Crossing the river

Since we crossed the stream at a different point, we lost the trail. The four of us trudged through boggy, wet ground to A87. A climb over the fence and a short walk to our car and our journey was over.

Climb the fence

About the Kintail Saddle Hike

Length: 8.25 miles, 1350 meters of climbing

Allow 6 to 8 hours for the hike.

There are no signs or markers on the trail. In most places, the trail itself is easy to follow. Print out a copy of the map on the Walk Highlands website for reference.

Do not expect your cell phone to work!

Wear waterproof hiking shoes. This hike takes you through very wet, boggy marshes and your feet will get soaked.

Do not attempt the Forcan Ridge in the rain, snow, or even when it is very cloudy. Do not underestimate the danger of this ridge.

For more details on the hike, visit the Walk Highlands website. Print out this post as a PDF so you can reference it while hiking.

Even during the peak summer month of August, we had this trail almost to ourselves. We saw just two other hikers during the entire hike.

Hiking with Kids: Tyler was 13 and Kara was 11 when we did this hike. Even with Kara’s rock climbing experience we did not think it was safe for her to attempt the Forcan Ridge. If your child is 14 years or older with lots of hiking experience, the Forcan Ridge might be possible. If you are in doubt, climb a short distance up and if it seems too challenging, turn around and take the alternate path along the hillside.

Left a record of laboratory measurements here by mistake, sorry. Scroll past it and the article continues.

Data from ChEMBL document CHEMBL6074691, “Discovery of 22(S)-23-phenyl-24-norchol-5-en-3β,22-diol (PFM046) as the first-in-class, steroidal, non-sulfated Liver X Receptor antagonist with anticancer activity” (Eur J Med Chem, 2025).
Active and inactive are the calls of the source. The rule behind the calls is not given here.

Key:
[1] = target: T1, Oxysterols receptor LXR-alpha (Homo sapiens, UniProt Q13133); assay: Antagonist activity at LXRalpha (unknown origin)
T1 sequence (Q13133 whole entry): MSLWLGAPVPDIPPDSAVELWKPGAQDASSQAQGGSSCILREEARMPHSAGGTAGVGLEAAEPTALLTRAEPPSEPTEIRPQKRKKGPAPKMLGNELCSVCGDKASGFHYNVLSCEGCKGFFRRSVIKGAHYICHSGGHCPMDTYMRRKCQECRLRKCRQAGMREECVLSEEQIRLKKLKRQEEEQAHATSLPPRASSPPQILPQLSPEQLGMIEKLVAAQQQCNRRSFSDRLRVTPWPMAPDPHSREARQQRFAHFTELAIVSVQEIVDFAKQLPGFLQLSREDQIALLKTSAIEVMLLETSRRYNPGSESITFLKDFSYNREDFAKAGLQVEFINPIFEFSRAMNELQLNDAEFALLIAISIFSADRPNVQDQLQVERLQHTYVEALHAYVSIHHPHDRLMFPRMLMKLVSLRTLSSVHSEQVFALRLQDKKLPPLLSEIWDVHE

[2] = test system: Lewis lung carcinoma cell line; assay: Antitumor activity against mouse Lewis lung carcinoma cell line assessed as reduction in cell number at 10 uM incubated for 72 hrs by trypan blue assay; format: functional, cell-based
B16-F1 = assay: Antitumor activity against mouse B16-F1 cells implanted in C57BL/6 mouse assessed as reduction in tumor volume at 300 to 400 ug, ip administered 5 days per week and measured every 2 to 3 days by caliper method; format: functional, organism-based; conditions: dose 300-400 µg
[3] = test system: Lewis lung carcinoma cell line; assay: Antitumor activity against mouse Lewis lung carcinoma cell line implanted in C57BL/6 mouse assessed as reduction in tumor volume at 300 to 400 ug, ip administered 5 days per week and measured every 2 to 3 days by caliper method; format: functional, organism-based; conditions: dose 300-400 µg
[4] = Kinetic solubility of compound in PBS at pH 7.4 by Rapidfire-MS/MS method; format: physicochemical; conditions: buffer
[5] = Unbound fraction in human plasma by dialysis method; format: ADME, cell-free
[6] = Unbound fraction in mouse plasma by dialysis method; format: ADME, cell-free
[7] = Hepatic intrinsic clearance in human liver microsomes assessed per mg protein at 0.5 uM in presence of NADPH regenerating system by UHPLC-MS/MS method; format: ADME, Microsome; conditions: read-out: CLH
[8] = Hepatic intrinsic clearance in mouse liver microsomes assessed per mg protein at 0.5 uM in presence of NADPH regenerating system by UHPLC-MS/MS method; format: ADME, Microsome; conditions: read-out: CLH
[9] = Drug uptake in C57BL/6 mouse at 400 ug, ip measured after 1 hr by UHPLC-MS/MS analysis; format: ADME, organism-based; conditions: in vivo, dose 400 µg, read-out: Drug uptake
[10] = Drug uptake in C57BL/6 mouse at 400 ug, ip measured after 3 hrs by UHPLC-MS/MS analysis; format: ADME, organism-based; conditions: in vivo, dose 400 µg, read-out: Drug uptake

Where to Stay: We stayed at the Grianan Guest House, located in Inverinate of Kintail, just a 10 minute drive from The Saddle hike (it looks as if it is no longer open). This small B&B has only four rooms and has a beautiful setting overlooking Loch Duich. We loved it here!! Plus, it is just 15 minutes away from Eilean Donan Castle.

Where to Eat: The Glenelg Inn. It’s a half an hour away from Kintail but the food is awesome here. This pub serves excellent Scottish food and ale. Just make sure you make a reservation in advance.

Please practice the seven principles of Leave No Trace: plan ahead, stay on the trail, pack out what you bring to the hiking trail, properly dispose of waste, leave areas as you found them, be considerate of other hikers, and do not approach or feed wildlife.

If you have any questions about hiking the Kintail Saddle, or if you would like to share your experience, let us know in the comment section below.

More Information about Scotland

PLACES TO GO IN SCOTLAND: Edinburgh and Glasgow are two wonderful cities to add to your Scotland itinerary. Spend a few days on the Isle of Skye, visit Glencoe, and visit Loch Ness and Urquhart Castle.

ISLE OF SKYE: We cover how to visit the Isle of Skye in our Isle of Skye Travel Guide. We also have articles about the best things to do on the Isle of Skye and travel itineraries for 1, 2, and 3 days on the Isle of Skye.